KANSAS CITY, Mo. -- President Barack Obama feasted on working-class delicacies Tuesday night in Kansas City as he sought to bond with people unaccustomed to having the ear of the most powerful man in the world.

His presidential motorcade steered to Arthur Bryant's Barbeque shortly after landing at Kansas City International Airport.

Once there, he met with four White House-chosen Kansas Citians over a half-slab of ribs, a Bud Light and conversation about how what he does in Washington registers in people's lives.

After picking up the tab, he moved to a corner of the restaurant where he greeted the four, put his hand on Becky Forrest's arm and looked her in the eye.

"When," the president asked, "did you decide to get involved" in a neighborhood association?

That Obama chose to meet with "real people" has become standard operating procedure. He's done it repeatedly throughout his time in office to connect with everyday citizens.

"It endures because when you can put a face to a problem, when you can humanize a problem ... it's a very powerful way of communicating an idea," said Steve Jacques, a Johnson Countian who performed advance work for Presidents Jimmy Carter and Bill Clinton.

Steve Glorioso, a longtime Kansas City political consultant who set up events for former Mayor Kay Barnes, said Americans like seeing top leaders connecting with seemingly ordinary people.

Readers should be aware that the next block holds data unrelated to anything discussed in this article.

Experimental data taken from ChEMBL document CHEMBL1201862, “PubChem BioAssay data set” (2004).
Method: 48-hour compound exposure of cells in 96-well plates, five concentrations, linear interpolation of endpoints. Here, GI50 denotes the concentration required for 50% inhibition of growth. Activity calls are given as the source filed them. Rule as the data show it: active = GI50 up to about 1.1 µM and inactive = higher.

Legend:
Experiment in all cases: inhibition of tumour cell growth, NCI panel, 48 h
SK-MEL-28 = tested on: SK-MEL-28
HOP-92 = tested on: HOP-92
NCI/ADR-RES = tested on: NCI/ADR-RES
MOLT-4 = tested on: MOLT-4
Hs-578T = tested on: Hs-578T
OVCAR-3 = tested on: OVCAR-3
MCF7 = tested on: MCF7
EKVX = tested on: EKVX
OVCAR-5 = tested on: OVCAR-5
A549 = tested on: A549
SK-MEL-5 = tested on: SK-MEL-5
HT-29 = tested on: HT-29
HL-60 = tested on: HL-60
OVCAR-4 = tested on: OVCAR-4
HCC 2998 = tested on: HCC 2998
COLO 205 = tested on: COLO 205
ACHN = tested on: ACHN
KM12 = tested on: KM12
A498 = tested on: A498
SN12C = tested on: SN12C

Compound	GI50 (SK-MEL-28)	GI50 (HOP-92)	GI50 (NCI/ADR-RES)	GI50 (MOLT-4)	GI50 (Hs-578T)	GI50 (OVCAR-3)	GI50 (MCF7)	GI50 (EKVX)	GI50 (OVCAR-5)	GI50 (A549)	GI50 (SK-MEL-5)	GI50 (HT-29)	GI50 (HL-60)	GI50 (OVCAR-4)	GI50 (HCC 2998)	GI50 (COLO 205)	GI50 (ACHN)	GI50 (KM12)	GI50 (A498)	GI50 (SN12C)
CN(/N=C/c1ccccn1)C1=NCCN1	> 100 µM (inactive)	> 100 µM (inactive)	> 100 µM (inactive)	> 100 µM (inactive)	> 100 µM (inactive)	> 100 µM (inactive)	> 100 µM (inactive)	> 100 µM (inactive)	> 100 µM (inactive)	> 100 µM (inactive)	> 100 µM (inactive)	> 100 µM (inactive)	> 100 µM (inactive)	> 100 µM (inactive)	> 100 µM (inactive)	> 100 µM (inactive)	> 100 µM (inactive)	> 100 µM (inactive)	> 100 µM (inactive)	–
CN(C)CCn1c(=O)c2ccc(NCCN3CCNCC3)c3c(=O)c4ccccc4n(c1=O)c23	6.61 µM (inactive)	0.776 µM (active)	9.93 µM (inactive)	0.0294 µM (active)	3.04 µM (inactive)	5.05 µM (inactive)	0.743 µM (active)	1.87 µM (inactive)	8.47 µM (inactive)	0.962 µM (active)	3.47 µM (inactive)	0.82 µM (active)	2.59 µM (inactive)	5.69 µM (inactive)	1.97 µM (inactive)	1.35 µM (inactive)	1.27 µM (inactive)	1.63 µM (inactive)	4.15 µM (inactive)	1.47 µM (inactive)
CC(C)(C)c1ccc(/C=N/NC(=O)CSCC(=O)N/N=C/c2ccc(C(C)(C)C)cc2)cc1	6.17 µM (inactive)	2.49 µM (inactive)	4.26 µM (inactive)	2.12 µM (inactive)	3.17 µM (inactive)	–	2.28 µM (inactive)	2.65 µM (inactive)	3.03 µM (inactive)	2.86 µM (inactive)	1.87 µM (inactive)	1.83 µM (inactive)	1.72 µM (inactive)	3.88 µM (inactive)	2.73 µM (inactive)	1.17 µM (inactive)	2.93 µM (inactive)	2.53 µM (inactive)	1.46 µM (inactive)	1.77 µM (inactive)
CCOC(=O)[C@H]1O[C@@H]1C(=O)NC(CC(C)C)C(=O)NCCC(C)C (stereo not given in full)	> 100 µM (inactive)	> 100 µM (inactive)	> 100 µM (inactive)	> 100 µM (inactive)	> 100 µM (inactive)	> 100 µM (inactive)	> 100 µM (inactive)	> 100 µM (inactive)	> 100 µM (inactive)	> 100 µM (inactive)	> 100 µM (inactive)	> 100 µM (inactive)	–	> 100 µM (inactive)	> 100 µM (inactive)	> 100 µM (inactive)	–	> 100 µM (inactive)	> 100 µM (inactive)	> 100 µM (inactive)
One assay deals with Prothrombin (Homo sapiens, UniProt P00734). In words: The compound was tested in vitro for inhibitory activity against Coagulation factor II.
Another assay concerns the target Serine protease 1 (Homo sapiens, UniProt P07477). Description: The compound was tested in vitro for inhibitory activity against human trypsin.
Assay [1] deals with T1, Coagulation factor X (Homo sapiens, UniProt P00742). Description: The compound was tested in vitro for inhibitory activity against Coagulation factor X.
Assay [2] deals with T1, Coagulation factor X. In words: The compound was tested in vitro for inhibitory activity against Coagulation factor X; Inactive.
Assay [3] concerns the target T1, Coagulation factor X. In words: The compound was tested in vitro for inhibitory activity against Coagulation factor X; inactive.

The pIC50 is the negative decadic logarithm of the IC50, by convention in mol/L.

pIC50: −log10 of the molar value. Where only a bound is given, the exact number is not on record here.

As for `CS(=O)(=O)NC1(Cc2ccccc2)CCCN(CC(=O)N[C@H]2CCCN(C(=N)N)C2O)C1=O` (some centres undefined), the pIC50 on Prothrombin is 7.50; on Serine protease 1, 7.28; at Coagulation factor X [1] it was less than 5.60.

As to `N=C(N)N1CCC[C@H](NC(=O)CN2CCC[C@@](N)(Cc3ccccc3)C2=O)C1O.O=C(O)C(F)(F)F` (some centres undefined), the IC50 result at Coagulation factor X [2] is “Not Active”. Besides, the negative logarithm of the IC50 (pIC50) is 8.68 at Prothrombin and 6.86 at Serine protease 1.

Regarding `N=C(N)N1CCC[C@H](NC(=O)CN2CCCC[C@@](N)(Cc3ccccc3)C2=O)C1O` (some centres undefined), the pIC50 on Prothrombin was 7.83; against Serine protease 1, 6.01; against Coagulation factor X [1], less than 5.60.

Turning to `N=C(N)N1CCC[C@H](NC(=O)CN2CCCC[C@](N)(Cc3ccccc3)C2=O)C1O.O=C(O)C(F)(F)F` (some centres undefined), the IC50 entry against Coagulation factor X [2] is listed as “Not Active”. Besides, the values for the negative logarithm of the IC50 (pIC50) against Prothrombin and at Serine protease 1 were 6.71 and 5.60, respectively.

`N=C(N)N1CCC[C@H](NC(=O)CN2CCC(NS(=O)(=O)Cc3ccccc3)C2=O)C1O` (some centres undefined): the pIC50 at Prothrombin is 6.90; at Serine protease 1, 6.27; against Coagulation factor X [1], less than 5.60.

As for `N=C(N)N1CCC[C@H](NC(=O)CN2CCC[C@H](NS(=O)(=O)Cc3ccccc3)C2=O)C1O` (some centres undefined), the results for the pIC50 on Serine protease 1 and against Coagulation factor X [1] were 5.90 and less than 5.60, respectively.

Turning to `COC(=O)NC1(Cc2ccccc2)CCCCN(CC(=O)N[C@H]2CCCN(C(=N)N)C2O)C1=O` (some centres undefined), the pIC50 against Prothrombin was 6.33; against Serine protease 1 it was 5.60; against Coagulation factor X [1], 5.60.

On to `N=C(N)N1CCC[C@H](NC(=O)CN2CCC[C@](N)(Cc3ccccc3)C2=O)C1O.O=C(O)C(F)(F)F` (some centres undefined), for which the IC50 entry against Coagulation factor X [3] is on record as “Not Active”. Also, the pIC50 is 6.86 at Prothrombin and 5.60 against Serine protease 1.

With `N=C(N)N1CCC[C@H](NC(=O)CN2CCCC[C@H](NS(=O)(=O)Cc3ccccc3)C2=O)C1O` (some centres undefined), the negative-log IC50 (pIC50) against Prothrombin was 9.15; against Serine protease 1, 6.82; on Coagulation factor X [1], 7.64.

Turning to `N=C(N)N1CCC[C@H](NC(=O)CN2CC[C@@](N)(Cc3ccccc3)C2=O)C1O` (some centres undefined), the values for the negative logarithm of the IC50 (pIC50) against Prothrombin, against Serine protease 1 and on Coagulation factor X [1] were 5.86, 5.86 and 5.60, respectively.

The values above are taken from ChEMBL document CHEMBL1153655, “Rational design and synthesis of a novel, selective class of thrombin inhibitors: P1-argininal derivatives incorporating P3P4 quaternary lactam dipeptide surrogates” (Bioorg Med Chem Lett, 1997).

"That's a very difficult thing to do, obviously, with a president," he said. "They don't have any other way to do it than to stage it."

Today, Obama took the stage in more conventional fashion. He gave a speech about the economy to hundreds in the Uptown Theater.

Before arriving in Kansas City, Obama met privately Tuesday with wounded service members at Walter Reed National Military Medical Center in Bethesda, Md., and spoke to the nation about the crisis in Ukraine. He didn't arrive at Arthur Bryant's until nearly 8 p.m.

The White House said it chose those who dined with Obama through letters each had written to the president. Every night, the president is said to read at least 10 notes from Americans.